The Friday Briefs

The Friday Briefs

The Friday Briefs
More good news this morning about the recovery in the United States: The University of Michigan/Thomson Reuters survey of consumer sentiment showed a 2.5 point rise to 89.4 in early November. This is better than expected and the fourth straight monthly improvement. The upcoming print issue of Wealth Professional will contain an interview with a fund manager talking about the recovery south of the border.

Some interesting stories that ran in the media this week…

Here are three pieces about robo-advisors and what these new companies mean for advisors…

How Financial Advisors can adjust to Robo-Advisors
The $7 Trillion Opportunity: Money Management Tips From The Financial Advisors Of The Future
Financial Advisors vs. Robo-Advisors: Which is Right for You?

There is a lot of talk this week about the new access to the Chinese stock market that is opening up on Monday…

This is an interesting article about the way the deep dynamics of stock markets have changed as a result of the increasing globalization of the economy. The shift in the global economy has led to changes in basic patterns in markets (such as the end of the old inverse correlation between the performance of stocks and bonds). Very interesting piece…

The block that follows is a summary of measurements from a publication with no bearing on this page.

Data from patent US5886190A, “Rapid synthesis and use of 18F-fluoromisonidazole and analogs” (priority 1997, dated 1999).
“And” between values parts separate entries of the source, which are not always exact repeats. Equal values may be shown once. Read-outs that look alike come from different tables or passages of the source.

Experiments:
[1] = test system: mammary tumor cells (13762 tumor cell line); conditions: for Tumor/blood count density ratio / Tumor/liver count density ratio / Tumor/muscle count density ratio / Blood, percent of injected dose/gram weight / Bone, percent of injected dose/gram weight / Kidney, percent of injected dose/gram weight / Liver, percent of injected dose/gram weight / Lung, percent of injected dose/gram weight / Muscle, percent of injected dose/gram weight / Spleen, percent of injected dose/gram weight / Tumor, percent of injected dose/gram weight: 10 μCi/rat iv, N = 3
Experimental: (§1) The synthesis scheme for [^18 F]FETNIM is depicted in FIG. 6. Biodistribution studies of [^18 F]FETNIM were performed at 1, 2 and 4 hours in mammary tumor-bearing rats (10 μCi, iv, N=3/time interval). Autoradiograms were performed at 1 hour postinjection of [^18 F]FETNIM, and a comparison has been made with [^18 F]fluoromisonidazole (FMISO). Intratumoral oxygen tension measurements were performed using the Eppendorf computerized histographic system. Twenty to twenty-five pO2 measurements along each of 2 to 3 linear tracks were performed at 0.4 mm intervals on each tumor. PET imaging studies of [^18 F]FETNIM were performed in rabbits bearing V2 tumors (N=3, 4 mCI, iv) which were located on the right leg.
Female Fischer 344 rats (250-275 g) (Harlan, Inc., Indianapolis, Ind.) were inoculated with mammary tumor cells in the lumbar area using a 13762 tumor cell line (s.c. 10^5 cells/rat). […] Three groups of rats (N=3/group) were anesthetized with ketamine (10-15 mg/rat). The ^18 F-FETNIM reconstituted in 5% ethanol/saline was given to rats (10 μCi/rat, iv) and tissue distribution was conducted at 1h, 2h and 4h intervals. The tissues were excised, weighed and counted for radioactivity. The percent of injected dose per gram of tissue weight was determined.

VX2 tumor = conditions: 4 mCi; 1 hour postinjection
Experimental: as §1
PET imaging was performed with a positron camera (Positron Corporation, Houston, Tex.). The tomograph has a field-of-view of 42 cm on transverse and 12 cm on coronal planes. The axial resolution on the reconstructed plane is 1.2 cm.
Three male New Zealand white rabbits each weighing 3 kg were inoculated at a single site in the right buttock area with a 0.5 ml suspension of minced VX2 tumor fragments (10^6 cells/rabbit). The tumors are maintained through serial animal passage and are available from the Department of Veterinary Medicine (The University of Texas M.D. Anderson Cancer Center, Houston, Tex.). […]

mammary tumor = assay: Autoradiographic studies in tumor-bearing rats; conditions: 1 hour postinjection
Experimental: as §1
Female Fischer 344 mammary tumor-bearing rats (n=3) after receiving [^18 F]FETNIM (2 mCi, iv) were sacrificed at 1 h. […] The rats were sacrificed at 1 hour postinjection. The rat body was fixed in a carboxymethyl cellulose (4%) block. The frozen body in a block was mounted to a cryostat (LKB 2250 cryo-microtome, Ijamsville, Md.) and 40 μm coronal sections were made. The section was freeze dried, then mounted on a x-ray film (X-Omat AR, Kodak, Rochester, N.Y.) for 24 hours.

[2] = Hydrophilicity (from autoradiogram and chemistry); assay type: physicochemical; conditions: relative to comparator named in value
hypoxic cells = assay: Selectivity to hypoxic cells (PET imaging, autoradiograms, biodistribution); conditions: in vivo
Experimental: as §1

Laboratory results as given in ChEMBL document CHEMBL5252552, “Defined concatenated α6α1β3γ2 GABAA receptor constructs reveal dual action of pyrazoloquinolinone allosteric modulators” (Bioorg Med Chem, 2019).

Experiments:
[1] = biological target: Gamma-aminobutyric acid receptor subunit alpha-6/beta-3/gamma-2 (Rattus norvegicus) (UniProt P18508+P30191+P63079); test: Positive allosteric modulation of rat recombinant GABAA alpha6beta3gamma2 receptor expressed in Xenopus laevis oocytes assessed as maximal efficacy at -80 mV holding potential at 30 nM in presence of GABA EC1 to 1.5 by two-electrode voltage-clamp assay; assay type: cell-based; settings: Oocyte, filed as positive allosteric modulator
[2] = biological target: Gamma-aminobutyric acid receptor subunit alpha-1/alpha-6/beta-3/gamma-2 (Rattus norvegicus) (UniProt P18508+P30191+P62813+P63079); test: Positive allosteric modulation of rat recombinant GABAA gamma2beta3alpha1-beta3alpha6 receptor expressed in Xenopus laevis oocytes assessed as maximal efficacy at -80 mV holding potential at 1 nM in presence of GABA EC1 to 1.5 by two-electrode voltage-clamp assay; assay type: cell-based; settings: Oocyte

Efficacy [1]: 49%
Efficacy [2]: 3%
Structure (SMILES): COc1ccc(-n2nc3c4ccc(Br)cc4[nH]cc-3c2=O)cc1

This is a good story about the effects regulatory shifts in Australia are having on the ETF market….

The IEA is assuming production of crude oil from the Athabaska tar sands will double yet. The agency thinks current rom production of about 4 million barrels a day will rise to over 7 mbpd. Fort McMurray is going to get quite a bit busier yet, apparently.

Many people are predicting the Shale Oil boom is driving the price of oil down. But the current low prices are going to be temporary. Here’s a story that points out the other side of the story—as prices fall, the frenetic and expensive pace of drilling necessary to keep shale production up will give way. Shale wells deplete notoriously fast. Companies have to keep drilling new ones or flows from a region gives way, rapidly. Shale wells are also extremely expensive to drill. And so, just as the peak oil types have long predicted, any decrease in the price of oil is going to be volatile. As prices fall, shale wells become unaffordable, the pace of drilling slows. The intensive drilling needed to keep flows up slows, production begins to fall. The price of oil will spike again. Or, to put it another way, the current lower oil prices are already creating the next lag in production and, hence, the next price spike… 

For anyone who had been playing the rare earth metals boom…it seems as if that whole thing is winding down